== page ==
As one would expect, the early stories are early works, but they form a fascinating insight into his development as a writer, and the later ones are all one could expect. Being a Granny Weatherwax fan, I particularly enjoyed The Sea and Little Fishes.

The-paris-affairCara Elliott:

I’m reading an ARC of The Paris Affair by Teresa Grant, which comes out next month. (I’ll be interviewing Teresa here at Word Wenches on April 5th, so be sure to stop by!) For those of you unfamiliar with her Regency-set mysteries featuring a husband/wife duo who are both spies and sleuths, it’s a wonderfully atmospheric series set amid the turmoil of the Napoleonic War and its aftermath. It features intricate plots and complex, nuanced characters who wrestle with the fundamental questions of loyalty, honor, betrayal and friendship. The writing is beautifully crafted and I highly recommend the books.

On a different note, a friend recently gave me a book of essays by Phillip Lopate, the head of the graduate nonfiction program at Columbia, entitled To Show and To Tell—The Craft of Literary Nonfiction, which I am glomming up. It’s one of the best works I’ve ever read on the art of writing—he conveys his thoughts, observations and advice with great clarity and a delightful sense of humor. It makes me wish I could be a student in his class! But just reading the book is teaching me a lot.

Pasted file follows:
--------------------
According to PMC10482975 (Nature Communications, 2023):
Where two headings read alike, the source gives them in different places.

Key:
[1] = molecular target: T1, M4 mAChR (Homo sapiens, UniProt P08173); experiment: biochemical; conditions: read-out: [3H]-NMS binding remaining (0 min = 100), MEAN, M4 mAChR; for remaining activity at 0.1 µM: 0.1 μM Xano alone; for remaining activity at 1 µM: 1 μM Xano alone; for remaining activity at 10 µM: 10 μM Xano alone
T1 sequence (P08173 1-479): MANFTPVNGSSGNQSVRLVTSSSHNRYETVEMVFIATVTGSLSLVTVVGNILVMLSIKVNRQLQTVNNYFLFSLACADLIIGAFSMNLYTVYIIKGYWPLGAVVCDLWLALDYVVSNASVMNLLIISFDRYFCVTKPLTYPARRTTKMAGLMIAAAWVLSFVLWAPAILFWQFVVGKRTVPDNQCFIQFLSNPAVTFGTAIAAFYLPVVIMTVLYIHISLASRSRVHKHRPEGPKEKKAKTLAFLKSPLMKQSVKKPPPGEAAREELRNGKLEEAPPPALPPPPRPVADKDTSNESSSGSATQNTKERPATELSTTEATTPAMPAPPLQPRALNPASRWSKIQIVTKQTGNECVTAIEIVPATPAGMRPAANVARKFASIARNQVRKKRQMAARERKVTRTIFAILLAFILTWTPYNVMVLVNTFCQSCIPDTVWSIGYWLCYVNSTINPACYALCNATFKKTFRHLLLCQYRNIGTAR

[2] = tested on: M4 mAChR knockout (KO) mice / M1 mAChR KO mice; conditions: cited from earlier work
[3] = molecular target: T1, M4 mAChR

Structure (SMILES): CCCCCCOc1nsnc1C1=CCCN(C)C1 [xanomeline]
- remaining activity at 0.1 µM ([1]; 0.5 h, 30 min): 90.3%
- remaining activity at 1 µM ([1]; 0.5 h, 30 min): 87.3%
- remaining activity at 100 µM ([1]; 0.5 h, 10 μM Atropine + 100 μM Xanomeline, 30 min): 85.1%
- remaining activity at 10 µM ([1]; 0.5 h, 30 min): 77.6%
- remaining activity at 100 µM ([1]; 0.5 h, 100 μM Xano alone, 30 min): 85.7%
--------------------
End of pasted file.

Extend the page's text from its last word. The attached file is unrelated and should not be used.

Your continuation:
The Rembrandt AffairSusan King:

This month I've been on an art kick, and still in mystery mode too. So I'm reading Daniel Silva's The Rembrandt Affair, featuring Gabriel Allon, Israeli art restorer turned spy. I've read a couple in the series, though I'm jumping around reading more for the art mystery content, which interests me particularly, than the international spy angle. The Rembrandt Affair has just the art stuff I like — a missing (and secretly rediscovered) Rembrandt portrait. Blended with the great characterization, pacing, plot twists, tension and the satisfying detail that hallmark Silva's books, it's an enjoyable, intelligent read.